It’s always advisable to be on the lookout for these signs of an unhealthy dog, many of which can be fatal if they – and their cause – are not treated quickly!
A dog’s health and wellbeing can be quite like that of people. Some signs of an unhealthy dog can be obvious – like vomiting – but others can be more subtle and easy to overlook (think depression or lethargy).
And because dogs can’t tell us what’s bothering them in words we understand, dog owners need to keep an eye out for things that are not quite right. Being vigilant could even save their life! If you’re concerned about your dog displaying any of the symptoms outlined below, contact your vet or nearest animal hospital as soon as possible.
10. SUDDEN OR UNEXPLAINED WEIGHT LOSS / GAIN
Being overweight or obese is an increasingly common problem in Australian dogs. But – just like in people – this type of weight gain usually happens over longer periods. And it tends to be caused by poor diet and lack of exercise.
Sudden weight fluctuations, whether they be rapid weight loss or gain, can be much more serious in the short term.
There are a huge number of causes, such as dehydration, excessive vomiting or diarrhea, cancer, tumors, bloat, bowel obstruction, or injury.
NUMBER 5 WILL SURPRISE YOU
9. SKIN PROBLEMS
Sometimes skin irritation in dogs can be obvious, such as a skin rash, fur loss, or relentless scratching. Like most dog health concerns, there can be a range of causes.
Be sure to check for fleas and mites. Some dogs are allergic to flea bites, making them even more itchy and painful, and prone to excessive scratching.
Also check your yard for possible irritants – grass seeds, wandering dew, and other irritating plants.
Washing your dog too often can also cause skin irritation, as can the type of shampoo you use. Never use human shampoo on your dog: their skin is different from ours, which is why specialist pet shampoos exist.
Rashes can also be a sign of allergies to food or medications, so again, it may be wise to have a consult with your vet.
An upset stomach can manifest itself by way of vomiting or diarrhea – or both – and there are several possible causes.
Vomiting or diarrhea in dogs is among the most common symptoms of poisoning – usually the result of them eating something toxic to pets.
Many common garden plants are poisonous to dogs, and also several foods that people readily eat but are also toxic to our canine friends.
Other toxic things that can eat and then suffer from vomiting and/or diarrhea include snail pellets, rat/mice poison, household chemicals such as cleaners, or garden chemicals – even some natural/organic ones.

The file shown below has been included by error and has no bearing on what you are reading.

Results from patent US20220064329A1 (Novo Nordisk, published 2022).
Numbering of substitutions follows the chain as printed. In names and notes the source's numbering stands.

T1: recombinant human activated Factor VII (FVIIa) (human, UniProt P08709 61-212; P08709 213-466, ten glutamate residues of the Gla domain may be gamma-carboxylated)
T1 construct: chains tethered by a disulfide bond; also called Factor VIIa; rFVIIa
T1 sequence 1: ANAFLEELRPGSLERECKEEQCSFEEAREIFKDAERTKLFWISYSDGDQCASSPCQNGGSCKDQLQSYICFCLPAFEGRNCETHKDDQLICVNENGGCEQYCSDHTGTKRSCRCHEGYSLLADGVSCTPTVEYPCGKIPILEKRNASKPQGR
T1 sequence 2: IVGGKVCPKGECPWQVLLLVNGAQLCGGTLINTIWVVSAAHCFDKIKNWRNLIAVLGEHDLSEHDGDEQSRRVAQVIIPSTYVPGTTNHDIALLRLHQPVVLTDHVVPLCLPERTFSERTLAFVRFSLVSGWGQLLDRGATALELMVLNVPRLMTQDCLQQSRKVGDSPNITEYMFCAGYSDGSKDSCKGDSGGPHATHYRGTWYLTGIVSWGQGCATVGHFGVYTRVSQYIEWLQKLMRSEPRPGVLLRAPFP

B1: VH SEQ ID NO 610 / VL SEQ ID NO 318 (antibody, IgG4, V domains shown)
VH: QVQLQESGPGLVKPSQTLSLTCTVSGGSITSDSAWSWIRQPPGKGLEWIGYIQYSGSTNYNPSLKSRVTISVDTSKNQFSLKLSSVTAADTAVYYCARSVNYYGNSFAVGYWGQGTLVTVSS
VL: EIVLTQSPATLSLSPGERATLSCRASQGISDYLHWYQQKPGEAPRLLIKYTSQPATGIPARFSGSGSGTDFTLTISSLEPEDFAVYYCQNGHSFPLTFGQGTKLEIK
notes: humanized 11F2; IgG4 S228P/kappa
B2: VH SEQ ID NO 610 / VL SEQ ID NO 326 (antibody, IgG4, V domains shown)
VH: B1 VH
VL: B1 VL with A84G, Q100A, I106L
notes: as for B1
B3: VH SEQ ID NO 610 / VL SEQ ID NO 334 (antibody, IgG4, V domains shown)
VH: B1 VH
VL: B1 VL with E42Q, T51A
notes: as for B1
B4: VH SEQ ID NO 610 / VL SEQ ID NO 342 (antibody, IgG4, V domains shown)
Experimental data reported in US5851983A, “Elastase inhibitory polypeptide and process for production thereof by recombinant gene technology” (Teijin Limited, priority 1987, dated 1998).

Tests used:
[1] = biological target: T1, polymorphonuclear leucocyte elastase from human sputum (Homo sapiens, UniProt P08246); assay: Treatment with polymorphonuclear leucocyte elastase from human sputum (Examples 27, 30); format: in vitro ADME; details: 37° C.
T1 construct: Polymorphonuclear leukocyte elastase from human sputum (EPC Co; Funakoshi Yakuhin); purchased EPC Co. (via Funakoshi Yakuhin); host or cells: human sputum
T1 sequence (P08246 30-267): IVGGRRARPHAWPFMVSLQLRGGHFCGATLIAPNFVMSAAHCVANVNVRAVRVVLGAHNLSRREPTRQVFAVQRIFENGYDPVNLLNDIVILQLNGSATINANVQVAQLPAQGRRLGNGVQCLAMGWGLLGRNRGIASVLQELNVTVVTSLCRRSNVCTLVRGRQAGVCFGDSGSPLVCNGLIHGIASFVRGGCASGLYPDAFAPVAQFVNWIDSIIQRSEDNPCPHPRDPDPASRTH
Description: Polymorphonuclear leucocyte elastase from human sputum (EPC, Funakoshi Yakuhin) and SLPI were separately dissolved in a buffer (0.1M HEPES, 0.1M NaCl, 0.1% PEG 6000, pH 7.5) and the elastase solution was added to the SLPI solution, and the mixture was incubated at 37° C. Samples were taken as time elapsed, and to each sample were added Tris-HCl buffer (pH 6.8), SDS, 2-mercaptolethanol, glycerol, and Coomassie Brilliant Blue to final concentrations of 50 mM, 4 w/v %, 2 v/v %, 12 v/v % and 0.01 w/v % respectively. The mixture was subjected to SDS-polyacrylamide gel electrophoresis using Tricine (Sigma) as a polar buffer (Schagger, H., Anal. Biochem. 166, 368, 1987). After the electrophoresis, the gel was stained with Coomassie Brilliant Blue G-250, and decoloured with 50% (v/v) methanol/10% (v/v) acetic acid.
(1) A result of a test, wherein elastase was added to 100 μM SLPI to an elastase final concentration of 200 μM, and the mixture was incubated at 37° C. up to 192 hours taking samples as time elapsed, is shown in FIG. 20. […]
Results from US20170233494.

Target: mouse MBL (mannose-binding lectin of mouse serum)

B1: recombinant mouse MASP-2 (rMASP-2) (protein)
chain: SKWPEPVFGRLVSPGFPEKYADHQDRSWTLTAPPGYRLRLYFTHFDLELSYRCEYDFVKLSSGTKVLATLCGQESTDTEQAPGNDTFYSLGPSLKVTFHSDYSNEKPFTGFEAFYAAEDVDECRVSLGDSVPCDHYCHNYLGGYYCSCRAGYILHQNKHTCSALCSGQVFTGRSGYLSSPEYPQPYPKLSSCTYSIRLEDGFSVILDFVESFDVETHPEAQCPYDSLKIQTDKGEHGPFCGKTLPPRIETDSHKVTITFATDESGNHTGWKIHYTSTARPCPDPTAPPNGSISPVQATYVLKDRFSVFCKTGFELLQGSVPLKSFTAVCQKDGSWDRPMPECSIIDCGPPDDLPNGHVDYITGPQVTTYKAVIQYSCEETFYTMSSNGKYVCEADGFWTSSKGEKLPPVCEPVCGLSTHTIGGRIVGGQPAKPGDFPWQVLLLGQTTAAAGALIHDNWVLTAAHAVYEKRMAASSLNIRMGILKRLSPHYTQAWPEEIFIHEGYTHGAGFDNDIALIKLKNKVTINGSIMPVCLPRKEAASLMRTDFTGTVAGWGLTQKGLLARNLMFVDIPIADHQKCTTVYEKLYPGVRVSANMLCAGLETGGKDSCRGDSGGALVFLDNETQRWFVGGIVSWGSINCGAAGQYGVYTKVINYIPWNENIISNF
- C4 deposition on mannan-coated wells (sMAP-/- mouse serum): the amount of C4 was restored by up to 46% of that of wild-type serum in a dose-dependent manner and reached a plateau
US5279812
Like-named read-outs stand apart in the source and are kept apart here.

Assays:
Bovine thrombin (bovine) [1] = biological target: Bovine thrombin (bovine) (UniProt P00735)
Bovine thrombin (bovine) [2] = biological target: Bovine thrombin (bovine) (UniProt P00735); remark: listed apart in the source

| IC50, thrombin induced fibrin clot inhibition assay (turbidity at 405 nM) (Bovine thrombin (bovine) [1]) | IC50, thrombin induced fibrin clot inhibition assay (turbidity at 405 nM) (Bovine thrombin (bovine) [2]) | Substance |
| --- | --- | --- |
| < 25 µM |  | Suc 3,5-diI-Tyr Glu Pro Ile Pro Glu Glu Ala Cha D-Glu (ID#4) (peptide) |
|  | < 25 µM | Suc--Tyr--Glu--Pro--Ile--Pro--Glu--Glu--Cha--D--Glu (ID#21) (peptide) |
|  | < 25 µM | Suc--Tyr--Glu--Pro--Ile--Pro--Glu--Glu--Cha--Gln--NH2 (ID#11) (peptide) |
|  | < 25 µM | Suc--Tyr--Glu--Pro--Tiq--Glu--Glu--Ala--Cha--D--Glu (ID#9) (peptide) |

Then of course bites from poisonous animals, such as by a snake or a paralysis tick, can also cause vomiting.
The good news, however, is that vomiting and diarrhea in dogs is not necessarily the result of poisoning. It can also be something less severe and more easily treatable, such as an infection, an allergy
Some dog owners have also seen their dogs temporarily get an upset stomach from eating various types of animal poo.
Like their owners, dogs are at risk of developing abnormal enlargements of the heart, but that doesn’t mean your puppy won’t live a normal life. The most common reason your dog may develop heart disease is aging, but heartworms and other health problems may also play a role.
Heart disease is important to consult as soon as possible simply because we want to try to slow down this process. If your dog has heart disease try to do fewer activities when it’s hot and humid outside.
6.EXCESSIVE DROOLING OR PANTING
All dogs pant and some drool were a lot more than others. But if you notice your pup is panting or drooling a lot more than usual, it can be a sign that something serious is wrong!
But finding out exactly what is wrong can be difficult, as many things can cause this.
The most obvious is something stuck in their mouth or throat. Bones can break apart and become lodged in the gums or stuck between teeth. As well as excess drool, your dog may be pawing at their mouth and/or twitching their lips in discomfort.
But if something is lodged further down their throat, your dog may need urgent veterinary treatment.
It’s a good idea to check with your vet whenever there is no obvious cause for excessive drooling or panting, as it can also be a sign of poisoning, obstruction, mouth tumors, or other health concerns.